Serialization is used for persistence in Java. It may be okay to persist a few objects using serialization. But, for a large number of objects, ORM, Database etc might be better. It seems that serialization is useful only for small jobs. May be I am wrong. So please tell me what are the advantages of serialization over non-serialization methods ? When should it be used and when should it be avoided ?
This question came to my mind after seeing DZone article Is Object Serialization Evil?
And these are the lines that gave rise to my question:
If you look at Java and its session objects, pure object serialization is used. Assuming that an application session is fairly short-lived, meaning at most a few hours, object serialization is simple, well supported and built into the Java concept of a session. However, when the data persistence is over a longer period of time, possibly days or weeks, and you have to worry about new releases of the application, serialization quickly becomes evil. As any good Java developer knows, if you plan to serialize an object, even in a session, you need a real serialization ID (serialVersionUID), not just a 1L, and you need to implement the Serializable interface. However, most developers do not know the real rules behind the Java deserialization process. If your object has changed, more than just adding simple fields to the object, it is possible that Java cannot deserialize the object correctly even if the serialization ID has not changed. Suddenly, you cannot retrieve your data any longer, which is inherently bad.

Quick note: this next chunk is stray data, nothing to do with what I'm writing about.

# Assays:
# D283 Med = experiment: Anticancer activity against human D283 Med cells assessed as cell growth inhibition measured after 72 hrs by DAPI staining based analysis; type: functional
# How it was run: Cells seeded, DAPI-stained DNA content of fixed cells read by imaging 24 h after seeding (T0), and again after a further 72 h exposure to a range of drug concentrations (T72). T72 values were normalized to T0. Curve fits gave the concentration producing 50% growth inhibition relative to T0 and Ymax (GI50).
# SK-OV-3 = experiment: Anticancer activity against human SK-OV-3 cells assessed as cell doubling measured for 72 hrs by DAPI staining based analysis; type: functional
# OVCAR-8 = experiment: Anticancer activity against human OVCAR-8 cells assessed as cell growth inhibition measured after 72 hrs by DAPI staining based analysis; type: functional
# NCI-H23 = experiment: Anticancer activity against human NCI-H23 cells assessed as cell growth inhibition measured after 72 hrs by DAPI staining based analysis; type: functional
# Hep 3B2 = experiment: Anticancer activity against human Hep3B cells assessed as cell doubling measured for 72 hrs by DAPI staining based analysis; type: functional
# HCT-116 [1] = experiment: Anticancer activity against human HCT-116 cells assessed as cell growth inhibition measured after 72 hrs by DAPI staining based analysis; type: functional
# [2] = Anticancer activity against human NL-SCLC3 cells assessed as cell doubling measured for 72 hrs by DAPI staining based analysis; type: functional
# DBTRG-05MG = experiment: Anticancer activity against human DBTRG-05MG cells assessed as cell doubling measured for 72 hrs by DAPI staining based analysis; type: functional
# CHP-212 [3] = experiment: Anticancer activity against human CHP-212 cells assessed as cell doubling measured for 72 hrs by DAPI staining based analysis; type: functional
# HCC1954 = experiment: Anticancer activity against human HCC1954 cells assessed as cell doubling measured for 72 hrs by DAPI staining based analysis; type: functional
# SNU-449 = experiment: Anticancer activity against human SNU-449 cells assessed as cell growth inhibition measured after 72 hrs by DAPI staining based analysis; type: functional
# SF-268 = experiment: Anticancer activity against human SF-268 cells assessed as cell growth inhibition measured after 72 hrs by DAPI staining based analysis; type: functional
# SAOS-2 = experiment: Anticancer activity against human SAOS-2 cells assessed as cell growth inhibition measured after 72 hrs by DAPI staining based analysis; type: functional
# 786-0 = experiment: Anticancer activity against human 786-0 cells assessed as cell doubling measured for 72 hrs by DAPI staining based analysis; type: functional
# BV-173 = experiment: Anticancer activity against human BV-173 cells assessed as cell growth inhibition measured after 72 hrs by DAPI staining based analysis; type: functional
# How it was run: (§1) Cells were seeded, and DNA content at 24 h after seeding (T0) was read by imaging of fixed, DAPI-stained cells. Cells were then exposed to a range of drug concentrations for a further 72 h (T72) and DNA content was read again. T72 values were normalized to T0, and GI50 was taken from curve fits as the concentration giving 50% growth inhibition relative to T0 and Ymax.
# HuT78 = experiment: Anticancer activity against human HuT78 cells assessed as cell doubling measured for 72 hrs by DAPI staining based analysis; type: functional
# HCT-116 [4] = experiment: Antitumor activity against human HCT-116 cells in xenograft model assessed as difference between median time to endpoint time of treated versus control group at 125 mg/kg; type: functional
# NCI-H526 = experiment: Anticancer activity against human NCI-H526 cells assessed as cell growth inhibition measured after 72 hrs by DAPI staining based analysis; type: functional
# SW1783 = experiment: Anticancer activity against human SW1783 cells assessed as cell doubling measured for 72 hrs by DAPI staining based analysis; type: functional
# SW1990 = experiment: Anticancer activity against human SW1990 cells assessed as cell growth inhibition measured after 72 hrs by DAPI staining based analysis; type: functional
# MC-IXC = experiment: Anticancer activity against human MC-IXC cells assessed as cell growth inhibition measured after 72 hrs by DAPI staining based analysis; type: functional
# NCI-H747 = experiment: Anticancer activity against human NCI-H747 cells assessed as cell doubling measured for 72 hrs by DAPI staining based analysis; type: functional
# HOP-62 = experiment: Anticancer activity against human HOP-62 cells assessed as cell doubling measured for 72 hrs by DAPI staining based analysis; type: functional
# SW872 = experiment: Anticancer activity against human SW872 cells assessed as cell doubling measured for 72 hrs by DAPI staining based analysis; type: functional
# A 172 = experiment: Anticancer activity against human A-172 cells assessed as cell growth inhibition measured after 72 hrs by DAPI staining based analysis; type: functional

Now, may developers reading this may say that they would never write code that would have this problem. That may be true, but what about a library that you use or some other developer no longer employed by your company? Can you guarantee that this problem will never happen? The only way to guarantee that is to use a different serialization method.